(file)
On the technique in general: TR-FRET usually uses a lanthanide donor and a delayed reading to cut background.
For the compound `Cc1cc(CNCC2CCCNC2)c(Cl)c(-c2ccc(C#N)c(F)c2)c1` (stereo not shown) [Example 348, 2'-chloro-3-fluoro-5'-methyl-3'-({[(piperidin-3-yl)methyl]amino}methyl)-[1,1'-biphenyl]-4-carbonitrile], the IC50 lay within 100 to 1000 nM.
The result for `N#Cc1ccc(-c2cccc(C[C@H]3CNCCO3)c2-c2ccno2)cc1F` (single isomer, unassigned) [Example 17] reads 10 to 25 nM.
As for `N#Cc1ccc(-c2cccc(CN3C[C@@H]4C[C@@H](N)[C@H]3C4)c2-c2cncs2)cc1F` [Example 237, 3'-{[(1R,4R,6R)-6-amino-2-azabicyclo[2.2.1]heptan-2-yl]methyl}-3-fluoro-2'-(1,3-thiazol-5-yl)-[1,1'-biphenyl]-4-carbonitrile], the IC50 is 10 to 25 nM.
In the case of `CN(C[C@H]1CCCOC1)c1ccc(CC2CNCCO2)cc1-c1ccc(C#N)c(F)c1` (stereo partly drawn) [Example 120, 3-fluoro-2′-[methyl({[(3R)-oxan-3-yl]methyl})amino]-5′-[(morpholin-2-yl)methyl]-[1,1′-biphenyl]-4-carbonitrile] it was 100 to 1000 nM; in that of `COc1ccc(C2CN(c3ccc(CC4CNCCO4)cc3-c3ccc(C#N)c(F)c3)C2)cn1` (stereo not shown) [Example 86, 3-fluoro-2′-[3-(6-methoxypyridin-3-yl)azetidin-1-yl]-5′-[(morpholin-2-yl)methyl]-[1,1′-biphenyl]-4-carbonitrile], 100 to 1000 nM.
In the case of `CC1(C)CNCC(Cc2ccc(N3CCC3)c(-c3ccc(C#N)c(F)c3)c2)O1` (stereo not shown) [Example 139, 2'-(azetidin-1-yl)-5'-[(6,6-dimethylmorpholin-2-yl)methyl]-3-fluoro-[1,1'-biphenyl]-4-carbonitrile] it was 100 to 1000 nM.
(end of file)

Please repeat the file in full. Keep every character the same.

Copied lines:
On the technique in general: TR-FRET usually uses a lanthanide donor and a delayed reading to cut background.
For the compound `Cc1cc(CNCC2CCCNC2)c(Cl)c(-c2ccc(C#N)c(F)c2)c1` (stereo not shown) [Example 348, 2'-chloro-3-fluoro-5'-methyl-3'-({[(piperidin-3-yl)methyl]amino}methyl)-[1,1'-biphenyl]-4-carbonitrile], the IC50 lay within 100 to 1000 nM.
The result for `N#Cc1ccc(-c2cccc(C[C@H]3CNCCO3)c2-c2ccno2)cc1F` (single isomer, unassigned) [Example 17] reads 10 to 25 nM.
As for `N#Cc1ccc(-c2cccc(CN3C[C@@H]4C[C@@H](N)[C@H]3C4)c2-c2cncs2)cc1F` [Example 237, 3'-{[(1R,4R,6R)-6-amino-2-azabicyclo[2.2.1]heptan-2-yl]methyl}-3-fluoro-2'-(1,3-thiazol-5-yl)-[1,1'-biphenyl]-4-carbonitrile], the IC50 is 10 to 25 nM.
In the case of `CN(C[C@H]1CCCOC1)c1ccc(CC2CNCCO2)cc1-c1ccc(C#N)c(F)c1` (stereo partly drawn) [Example 120, 3-fluoro-2′-[methyl({[(3R)-oxan-3-yl]methyl})amino]-5′-[(morpholin-2-yl)methyl]-[1,1′-biphenyl]-4-carbonitrile] it was 100 to 1000 nM; in that of `COc1ccc(C2CN(c3ccc(CC4CNCCO4)cc3-c3ccc(C#N)c(F)c3)C2)cn1` (stereo not shown) [Example 86, 3-fluoro-2′-[3-(6-methoxypyridin-3-yl)azetidin-1-yl]-5′-[(morpholin-2-yl)methyl]-[1,1′-biphenyl]-4-carbonitrile], 100 to 1000 nM.
In the case of `CC1(C)CNCC(Cc2ccc(N3CCC3)c(-c3ccc(C#N)c(F)c3)c2)O1` (stereo not shown) [Example 139, 2'-(azetidin-1-yl)-5'-[(6,6-dimethylmorpholin-2-yl)methyl]-3-fluoro-[1,1'-biphenyl]-4-carbonitrile] it was 100 to 1000 nM.